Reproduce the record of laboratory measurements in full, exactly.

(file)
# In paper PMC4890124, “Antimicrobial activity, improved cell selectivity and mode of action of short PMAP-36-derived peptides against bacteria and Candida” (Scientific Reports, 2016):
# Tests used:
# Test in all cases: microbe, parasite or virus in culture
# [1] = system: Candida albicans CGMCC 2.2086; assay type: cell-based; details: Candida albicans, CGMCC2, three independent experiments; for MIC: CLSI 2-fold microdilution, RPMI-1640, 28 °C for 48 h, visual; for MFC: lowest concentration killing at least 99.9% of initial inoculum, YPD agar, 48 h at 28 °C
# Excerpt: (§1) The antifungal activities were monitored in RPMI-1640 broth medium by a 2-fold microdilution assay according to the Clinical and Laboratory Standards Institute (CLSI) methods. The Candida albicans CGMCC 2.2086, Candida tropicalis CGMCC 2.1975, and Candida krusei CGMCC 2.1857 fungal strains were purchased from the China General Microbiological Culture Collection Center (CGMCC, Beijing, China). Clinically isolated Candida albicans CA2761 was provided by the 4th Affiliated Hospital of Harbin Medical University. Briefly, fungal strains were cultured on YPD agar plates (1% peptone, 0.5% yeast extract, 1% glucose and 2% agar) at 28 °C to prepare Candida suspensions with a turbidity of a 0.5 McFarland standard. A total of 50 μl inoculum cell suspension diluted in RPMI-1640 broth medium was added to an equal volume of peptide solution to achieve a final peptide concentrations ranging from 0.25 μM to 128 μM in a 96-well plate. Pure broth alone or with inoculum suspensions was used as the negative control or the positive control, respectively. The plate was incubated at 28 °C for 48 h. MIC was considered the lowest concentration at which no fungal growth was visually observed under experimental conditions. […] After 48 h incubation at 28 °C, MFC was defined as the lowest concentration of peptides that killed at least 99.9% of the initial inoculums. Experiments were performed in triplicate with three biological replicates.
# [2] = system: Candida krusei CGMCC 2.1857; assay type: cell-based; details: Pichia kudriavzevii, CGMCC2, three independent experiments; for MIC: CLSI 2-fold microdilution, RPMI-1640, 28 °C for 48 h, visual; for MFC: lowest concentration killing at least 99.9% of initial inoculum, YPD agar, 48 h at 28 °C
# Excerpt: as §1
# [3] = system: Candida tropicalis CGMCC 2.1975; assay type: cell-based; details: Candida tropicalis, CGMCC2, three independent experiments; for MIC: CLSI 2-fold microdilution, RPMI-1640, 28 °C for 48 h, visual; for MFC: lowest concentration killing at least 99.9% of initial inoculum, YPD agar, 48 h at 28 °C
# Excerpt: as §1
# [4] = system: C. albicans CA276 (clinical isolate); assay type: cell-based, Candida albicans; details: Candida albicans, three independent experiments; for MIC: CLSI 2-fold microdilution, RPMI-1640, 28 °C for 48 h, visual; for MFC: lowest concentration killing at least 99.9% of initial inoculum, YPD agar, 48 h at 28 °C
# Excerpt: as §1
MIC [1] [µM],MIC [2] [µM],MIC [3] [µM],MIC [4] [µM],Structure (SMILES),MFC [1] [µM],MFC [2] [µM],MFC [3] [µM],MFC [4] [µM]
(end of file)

# In paper PMC4890124, “Antimicrobial activity, improved cell selectivity and mode of action of short PMAP-36-derived peptides against bacteria and Candida” (Scientific Reports, 2016):
# Tests used:
# Test in all cases: microbe, parasite or virus in culture
# [1] = system: Candida albicans CGMCC 2.2086; assay type: cell-based; details: Candida albicans, CGMCC2, three independent experiments; for MIC: CLSI 2-fold microdilution, RPMI-1640, 28 °C for 48 h, visual; for MFC: lowest concentration killing at least 99.9% of initial inoculum, YPD agar, 48 h at 28 °C
# Excerpt: (§1) The antifungal activities were monitored in RPMI-1640 broth medium by a 2-fold microdilution assay according to the Clinical and Laboratory Standards Institute (CLSI) methods. The Candida albicans CGMCC 2.2086, Candida tropicalis CGMCC 2.1975, and Candida krusei CGMCC 2.1857 fungal strains were purchased from the China General Microbiological Culture Collection Center (CGMCC, Beijing, China). Clinically isolated Candida albicans CA2761 was provided by the 4th Affiliated Hospital of Harbin Medical University. Briefly, fungal strains were cultured on YPD agar plates (1% peptone, 0.5% yeast extract, 1% glucose and 2% agar) at 28 °C to prepare Candida suspensions with a turbidity of a 0.5 McFarland standard. A total of 50 μl inoculum cell suspension diluted in RPMI-1640 broth medium was added to an equal volume of peptide solution to achieve a final peptide concentrations ranging from 0.25 μM to 128 μM in a 96-well plate. Pure broth alone or with inoculum suspensions was used as the negative control or the positive control, respectively. The plate was incubated at 28 °C for 48 h. MIC was considered the lowest concentration at which no fungal growth was visually observed under experimental conditions. […] After 48 h incubation at 28 °C, MFC was defined as the lowest concentration of peptides that killed at least 99.9% of the initial inoculums. Experiments were performed in triplicate with three biological replicates.
# [2] = system: Candida krusei CGMCC 2.1857; assay type: cell-based; details: Pichia kudriavzevii, CGMCC2, three independent experiments; for MIC: CLSI 2-fold microdilution, RPMI-1640, 28 °C for 48 h, visual; for MFC: lowest concentration killing at least 99.9% of initial inoculum, YPD agar, 48 h at 28 °C
# Excerpt: as §1
# [3] = system: Candida tropicalis CGMCC 2.1975; assay type: cell-based; details: Candida tropicalis, CGMCC2, three independent experiments; for MIC: CLSI 2-fold microdilution, RPMI-1640, 28 °C for 48 h, visual; for MFC: lowest concentration killing at least 99.9% of initial inoculum, YPD agar, 48 h at 28 °C
# Excerpt: as §1
# [4] = system: C. albicans CA276 (clinical isolate); assay type: cell-based, Candida albicans; details: Candida albicans, three independent experiments; for MIC: CLSI 2-fold microdilution, RPMI-1640, 28 °C for 48 h, visual; for MFC: lowest concentration killing at least 99.9% of initial inoculum, YPD agar, 48 h at 28 °C
# Excerpt: as §1
MIC [1] [µM],MIC [2] [µM],MIC [3] [µM],MIC [4] [µM],Structure (SMILES),MFC [1] [µM],MFC [2] [µM],MFC [3] [µM],MFC [4] [µM]